New Zealand police expect tens of thousands of firearms in guns buy-back scheme

Police cordon off the area in front of the Masjid al Noor mosque after a shooting incident in Christchurch on March 15, 2019. As a result of the attacks, New Zealand's parliament has passed a law encouraging citizens to surrender their firearms. (AFP file photo)
Updated 11 April 2019

New Zealand police expect tens of thousands of firearms in guns buy-back scheme

  • Lawmakers in New Zealand voted to change gun laws following deadly mosque attacks
  • There are about 1.2-1.5 million firearms in New Zealand, according to gunpolicy.org

WELLINGTON: New Zealand police expect tens of thousands of firearms to be surrendered in a guns buy-back scheme after parliament passed tough new firearm laws in the wake of the country’s worst peacetime mass shooting.
Lawmakers in New Zealand voted almost unanimously on Wednesday to change gun laws, less than a month after a lone gunman killed 50 people in attacks on two mosques in Christchurch.
The new legislation bars the circulation and use of most semi-automatic firearms, parts that convert firearms into semi-automatic firearms, magazines over a certain capacity, and some shotguns. This includes the gun used by the suspect in the Christchurch shooting.
It granted an amnesty until Sept. 30 for people to surrender prohibited items. More than 300 weapons had already been handed in, police minister Stuart Nash told parliament.
Police Deputy Police Commissioner Michael Clement told a news conference on Thursday that they are not sure how many guns they would receive as New Zealand has no law requiring people to register firearms.
“Its a great unknown question...everybody appreciates that there is no register of firearms with regards to the type of firearms we are talking about,” Clement said.
“So It could be in the tens of thousands, it could be more,” he added.
There are about 1.2-1.5 million firearms in New Zealand, according to gunpolicy.org. Of these, the government has said that a record of licenses show 13,500 firearms are military style semi-automatics (MSSAs). But the number could be higher.
Clement said details are being worked out of the gun buy-back scheme and he urged gun owners in possession of the prohibited firearms to register online.
Prime Minister Jacinda Ardern has estimated that the gun buy-backs would cost the government between NZ$100-200 million but other government ministers have warned that the costs could be higher depending on how many guns are handed to the police.
Authorities have charged Australian Brenton Tarrant, 28, a suspected white supremacist, with 50 counts of murder following the Christchurch attacks on March 15.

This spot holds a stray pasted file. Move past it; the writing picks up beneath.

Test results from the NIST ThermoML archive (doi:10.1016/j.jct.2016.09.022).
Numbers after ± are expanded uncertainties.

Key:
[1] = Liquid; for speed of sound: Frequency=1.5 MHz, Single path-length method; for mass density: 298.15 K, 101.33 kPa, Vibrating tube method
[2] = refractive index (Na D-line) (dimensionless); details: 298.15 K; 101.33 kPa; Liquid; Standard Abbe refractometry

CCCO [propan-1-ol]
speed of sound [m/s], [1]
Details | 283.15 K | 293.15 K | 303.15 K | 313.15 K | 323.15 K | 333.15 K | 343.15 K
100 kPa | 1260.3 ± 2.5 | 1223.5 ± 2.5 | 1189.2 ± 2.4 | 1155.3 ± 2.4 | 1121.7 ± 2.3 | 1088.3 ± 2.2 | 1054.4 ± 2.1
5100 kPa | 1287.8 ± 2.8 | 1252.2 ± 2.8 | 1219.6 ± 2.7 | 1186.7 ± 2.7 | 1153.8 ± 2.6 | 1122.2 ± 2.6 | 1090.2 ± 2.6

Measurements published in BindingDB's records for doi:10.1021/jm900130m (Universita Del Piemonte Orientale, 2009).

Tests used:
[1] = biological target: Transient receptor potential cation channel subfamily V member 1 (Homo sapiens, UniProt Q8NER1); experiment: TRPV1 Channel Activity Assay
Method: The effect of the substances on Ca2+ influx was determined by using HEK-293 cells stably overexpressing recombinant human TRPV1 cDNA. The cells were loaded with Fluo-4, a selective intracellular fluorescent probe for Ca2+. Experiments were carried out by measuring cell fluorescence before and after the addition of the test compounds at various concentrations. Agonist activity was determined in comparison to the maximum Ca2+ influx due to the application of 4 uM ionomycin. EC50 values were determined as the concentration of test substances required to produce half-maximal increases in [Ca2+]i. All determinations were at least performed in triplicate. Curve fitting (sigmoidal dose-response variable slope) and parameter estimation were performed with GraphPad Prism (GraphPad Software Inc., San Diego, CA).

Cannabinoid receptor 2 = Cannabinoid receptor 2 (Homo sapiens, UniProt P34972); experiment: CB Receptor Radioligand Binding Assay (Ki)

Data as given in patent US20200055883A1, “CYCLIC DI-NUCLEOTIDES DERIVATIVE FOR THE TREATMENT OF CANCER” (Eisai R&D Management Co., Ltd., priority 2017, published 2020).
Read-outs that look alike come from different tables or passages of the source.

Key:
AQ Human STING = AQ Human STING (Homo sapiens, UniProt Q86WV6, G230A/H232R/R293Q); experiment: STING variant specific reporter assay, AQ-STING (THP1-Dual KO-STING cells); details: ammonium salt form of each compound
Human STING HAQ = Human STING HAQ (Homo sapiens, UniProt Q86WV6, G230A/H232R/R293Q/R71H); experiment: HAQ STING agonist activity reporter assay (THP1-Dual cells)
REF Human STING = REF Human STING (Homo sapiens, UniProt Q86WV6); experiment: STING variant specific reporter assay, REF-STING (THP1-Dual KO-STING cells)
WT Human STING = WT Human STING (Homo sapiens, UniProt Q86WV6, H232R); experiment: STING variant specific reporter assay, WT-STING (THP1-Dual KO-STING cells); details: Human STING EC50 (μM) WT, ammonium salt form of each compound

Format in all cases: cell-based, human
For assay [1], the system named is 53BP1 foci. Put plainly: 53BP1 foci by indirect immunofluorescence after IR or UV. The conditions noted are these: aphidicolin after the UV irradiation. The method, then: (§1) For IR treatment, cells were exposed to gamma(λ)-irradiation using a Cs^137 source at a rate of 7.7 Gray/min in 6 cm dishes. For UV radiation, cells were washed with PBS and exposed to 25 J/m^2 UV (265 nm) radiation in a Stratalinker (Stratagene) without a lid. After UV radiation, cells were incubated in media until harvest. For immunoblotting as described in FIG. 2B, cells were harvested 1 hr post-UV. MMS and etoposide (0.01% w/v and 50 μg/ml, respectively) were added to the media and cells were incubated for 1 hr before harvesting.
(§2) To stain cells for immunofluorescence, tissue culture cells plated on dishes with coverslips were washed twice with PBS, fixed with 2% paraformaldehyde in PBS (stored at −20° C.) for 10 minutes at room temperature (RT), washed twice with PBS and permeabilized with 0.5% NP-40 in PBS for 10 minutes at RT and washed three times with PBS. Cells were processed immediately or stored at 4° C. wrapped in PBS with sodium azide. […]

Turkey blocks delivery of medical equipment to coronavirus hard-hit Spain

Updated 19 min 8 sec ago

Turkey blocks delivery of medical equipment to coronavirus hard-hit Spain

  • Spain had yet to receive the respirators it had bought from China after Turkey “decided to keep them in case they may need them in their battle against coronavirus”
  • Turkey earlier restricted the export of respirator-related medical equipment in order to meet domestic needs

DUBAI: The Spanish government said on Friday that Turkey had blocked a delivery of medical supplies urgently needed to help tackle the coronavirus outbreak in the country, local daily El Pais reported.  

Spain had yet to receive the respirators it had bought from China after Turkey “decided to keep them in case they may need them in their battle against coronavirus,” Foreign Minister Arancha Gonzalez Laya said during a press conference.

The newly appointed minister of Spain - which on Saturday has briefly overtaken Italy as the country with the second-highest number of COVID-19 infections - said the equipment remained in Turkish custody over Ankara’s restrictions on the export of medical devices.

Last month Turkey’s trade minister said the country was restricting the export of respirator-related medical equipment in order to meet domestic needs.

Ruhsar Pekcan said that the export of equipment including ventilators, intubation devices and intensive care monitors would be subject to government authorization.

The Spanish embassy said it had been trying to resume the delivery of the respirators, which were particularly bought by two local communities with critically ill coronavirus patients, according to unnamed sources cited by El Pais.